Thermal Relaxation in Autofrettaged Cylinders

  • Joseph F. Throop
  • John H. Underwood
  • Gregory S. Leger
Chapter
Part of the Sagamore Army Materials Research Conference Proceedings book series (SAMC, volume 28)

Abstract

An experimental study of the loss of bore expansion and change of residual stresses in autofrettaged cylinders resulting from internal heating combined with external cooling provides information useful in the design of pressure vessels operating at high temperature, Two-foot long cylinders were heated internally to bore temperatures up to 950°F and simultaneously cooled externally to produce a temperature difference of as much as 725°F from bore to outside surface. Reduction of the autofrettage bore expansion and reduction of residual stresses resulted, because the thermal stresses added to the residual stresses and exceeded the lowered yield strength at elevated temperature, permitting relaxation to occur.

The data reveals that under certain temperature conditions a considerable portion of the autofrettage induced bore expansion and the associated residual stresses can be lost in a few minutes when external cooling occurs. The experimental results indicate that partial overstrain in autofrettage may be preferable to full overstrain in order to minimize the loss in residual stress.

Keywords

Fatigue Furnace Convection Resid Photography 

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References

  1. 1.
    V. C. D. Dawson and J. W. Jackson, “Investigation of the Relaxation of Residual Stresses in Autofrettaged Cylinders,” Trans. of ASME, Jour, of Basic Engineering, Vol. 91, Series D, No. 1, pp. 63-66, (March 1969).Google Scholar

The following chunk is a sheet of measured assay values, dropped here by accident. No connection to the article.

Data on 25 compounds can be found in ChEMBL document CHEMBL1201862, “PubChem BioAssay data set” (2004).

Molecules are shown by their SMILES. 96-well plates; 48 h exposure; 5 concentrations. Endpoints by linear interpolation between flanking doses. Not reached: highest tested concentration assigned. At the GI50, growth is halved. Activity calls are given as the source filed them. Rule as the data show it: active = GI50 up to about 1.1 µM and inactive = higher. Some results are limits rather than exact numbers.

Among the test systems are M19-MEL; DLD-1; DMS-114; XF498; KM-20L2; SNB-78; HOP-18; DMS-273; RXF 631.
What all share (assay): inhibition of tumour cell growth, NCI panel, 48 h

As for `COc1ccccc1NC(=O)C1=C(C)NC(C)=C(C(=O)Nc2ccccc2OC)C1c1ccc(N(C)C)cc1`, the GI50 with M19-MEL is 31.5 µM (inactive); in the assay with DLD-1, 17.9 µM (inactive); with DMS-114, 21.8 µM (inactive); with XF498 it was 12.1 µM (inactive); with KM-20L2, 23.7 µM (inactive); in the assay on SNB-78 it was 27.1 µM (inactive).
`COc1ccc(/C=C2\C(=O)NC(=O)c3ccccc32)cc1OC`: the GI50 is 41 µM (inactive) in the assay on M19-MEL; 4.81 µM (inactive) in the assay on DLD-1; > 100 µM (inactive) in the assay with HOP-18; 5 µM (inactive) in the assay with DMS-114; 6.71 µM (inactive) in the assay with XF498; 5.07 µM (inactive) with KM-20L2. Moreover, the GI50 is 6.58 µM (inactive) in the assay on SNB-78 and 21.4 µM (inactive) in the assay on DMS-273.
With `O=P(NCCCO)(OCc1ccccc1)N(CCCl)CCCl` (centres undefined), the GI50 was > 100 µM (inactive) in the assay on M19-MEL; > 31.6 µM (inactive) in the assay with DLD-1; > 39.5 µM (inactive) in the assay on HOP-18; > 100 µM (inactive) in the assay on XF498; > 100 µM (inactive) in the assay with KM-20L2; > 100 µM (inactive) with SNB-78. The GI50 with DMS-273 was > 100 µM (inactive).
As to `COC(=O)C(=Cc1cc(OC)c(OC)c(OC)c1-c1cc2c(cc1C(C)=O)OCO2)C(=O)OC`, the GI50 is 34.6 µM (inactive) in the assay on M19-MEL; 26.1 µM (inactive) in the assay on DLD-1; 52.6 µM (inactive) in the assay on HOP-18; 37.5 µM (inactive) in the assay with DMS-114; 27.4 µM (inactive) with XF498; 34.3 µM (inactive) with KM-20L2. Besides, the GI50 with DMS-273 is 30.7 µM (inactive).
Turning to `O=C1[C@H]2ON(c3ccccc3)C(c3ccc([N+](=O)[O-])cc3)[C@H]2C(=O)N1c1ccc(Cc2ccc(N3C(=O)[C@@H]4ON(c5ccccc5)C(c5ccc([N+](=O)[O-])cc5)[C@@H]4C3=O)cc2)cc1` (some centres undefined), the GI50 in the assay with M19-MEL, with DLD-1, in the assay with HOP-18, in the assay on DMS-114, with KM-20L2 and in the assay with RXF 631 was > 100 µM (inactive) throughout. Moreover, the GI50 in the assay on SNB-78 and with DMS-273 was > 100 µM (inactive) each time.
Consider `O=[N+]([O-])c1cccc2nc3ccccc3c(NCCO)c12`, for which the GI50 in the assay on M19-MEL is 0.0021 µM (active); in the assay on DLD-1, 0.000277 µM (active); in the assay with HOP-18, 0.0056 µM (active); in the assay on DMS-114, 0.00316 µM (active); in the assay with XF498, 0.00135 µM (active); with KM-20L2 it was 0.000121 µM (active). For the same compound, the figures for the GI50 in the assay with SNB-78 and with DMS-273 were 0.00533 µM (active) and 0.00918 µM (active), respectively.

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    F. Kreith, “Principles of Heat Transfer,” International Textbook Co., Scranton, PA (1958), pp. 25-29.Google Scholar
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    A. P. Parker, J. H. Underwood, J. F. Throop, and C. P. Andrasic, “Stress Intensity and Fatigue Crack Growth in a Pressurized Autofrettaged Thick Cylinder,” presented in the ASTM 14th National Symposium on Fracture Mechanics on June 30, 1981, UCLA, Los Angeles, CA.Google Scholar

Copyright information

© Springer Science+Business Media New York 1982

Authors and Affiliations

  • Joseph F. Throop
    • 1
  • John H. Underwood
    • 1
  • Gregory S. Leger
    • 1
  1. 1.U.S. Army Armament Research and Development CommandLarge Caliber Weapon Systems Laboratory, Benet Weapons LaboratoryWatervlietUSA

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